Fake Zambia opposition interview sparks furore over gay rights


A fake news interview claiming Zambia's main opposition leader supported gay rights caused uproar in the conservative African country on Thursday, prompting him to reject the comments as part of an attempt to tarnish his image.

The article, which was falsely attributed to AFP and US news agency AP, said that UNPD party chief Hakainde Hichilema had supported legalising relations between members of the same sex.

"In a democracy people must choose where they belong and whom they have intimate relationships with. As soon as we form government, these are some of the rights our Constitution will enshrine," the fake interview cites him as saying.

The deeply conservative African state does not explicitly forbid homosexual relations, but the constitution bans relations that "go against nature" with a punishment of up to 14 years in prison.

President Edgar Lungu, who was re-elected in 2016, has spoken out strongly against gay rights, despite pressure from donor countries that provide essential aid to the country.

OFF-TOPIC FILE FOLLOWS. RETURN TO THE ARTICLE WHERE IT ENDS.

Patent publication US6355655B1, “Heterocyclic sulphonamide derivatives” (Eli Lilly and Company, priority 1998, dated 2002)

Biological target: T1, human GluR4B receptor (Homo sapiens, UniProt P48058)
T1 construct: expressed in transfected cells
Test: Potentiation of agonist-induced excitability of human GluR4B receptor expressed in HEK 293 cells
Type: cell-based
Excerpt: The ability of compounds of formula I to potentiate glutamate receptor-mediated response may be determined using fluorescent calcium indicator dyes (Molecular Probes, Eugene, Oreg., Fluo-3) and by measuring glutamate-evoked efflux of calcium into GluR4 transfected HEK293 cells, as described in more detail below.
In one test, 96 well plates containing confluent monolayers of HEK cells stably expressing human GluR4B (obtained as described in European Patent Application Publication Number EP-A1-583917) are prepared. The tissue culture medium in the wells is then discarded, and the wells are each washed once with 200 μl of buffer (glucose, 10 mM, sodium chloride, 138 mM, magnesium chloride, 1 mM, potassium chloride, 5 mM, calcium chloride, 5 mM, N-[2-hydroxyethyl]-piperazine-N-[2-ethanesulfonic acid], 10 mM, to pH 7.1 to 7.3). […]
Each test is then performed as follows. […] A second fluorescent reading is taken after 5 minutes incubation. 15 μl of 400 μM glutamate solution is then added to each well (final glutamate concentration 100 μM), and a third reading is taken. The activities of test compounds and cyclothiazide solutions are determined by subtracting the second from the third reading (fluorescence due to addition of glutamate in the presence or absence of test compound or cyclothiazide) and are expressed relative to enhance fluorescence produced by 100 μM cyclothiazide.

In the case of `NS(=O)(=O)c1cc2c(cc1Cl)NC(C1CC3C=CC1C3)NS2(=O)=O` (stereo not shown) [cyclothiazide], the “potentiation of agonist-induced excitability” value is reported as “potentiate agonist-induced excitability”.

Hichilema took to Twitter to dismiss the claims, suggesting it was an attempt by Lungu's ruling Patriotic Front (PF) party to damage his image.

"I don't get bothered when I hear PF chaps feeding the nation on diet of lies over lesbian and gay rights," he wrote.

"We are God fearing and there is no single chance of us supporting unbiblical things. Let's focus on fixing this broken economy."

The fake interview was published as Lungu, in power since 2015, faces mounting opposition complaints that he is cracking down on dissent and seeking to consolidate power with reforms that sap parliament.

Lungu has defended his government's position on gay rights despite international pressure.

"The president says that certain rights enjoyed in other parts of the world cannot be replicated in Zambia because they are taboo to many if not all Zambians," the presidency said in a statement.

Without commenting on the interview's authenticity, Information Minister Dora Siliya denounced the opposition leader's behaviour as "unlawful and also immoral".

But opposition officials suggested it may have been a tactic to try to influence voters before the next general election in 2021.

"Zambia being a socially conservative country, this could damage the chances of our candidate in elections," Anthony Bwalya, a UNDP opposition party member told AFP.

Hichilema, who lost to Lungu in a 2016 vote and refused to accept the results, was briefly held on treason charges but later released.

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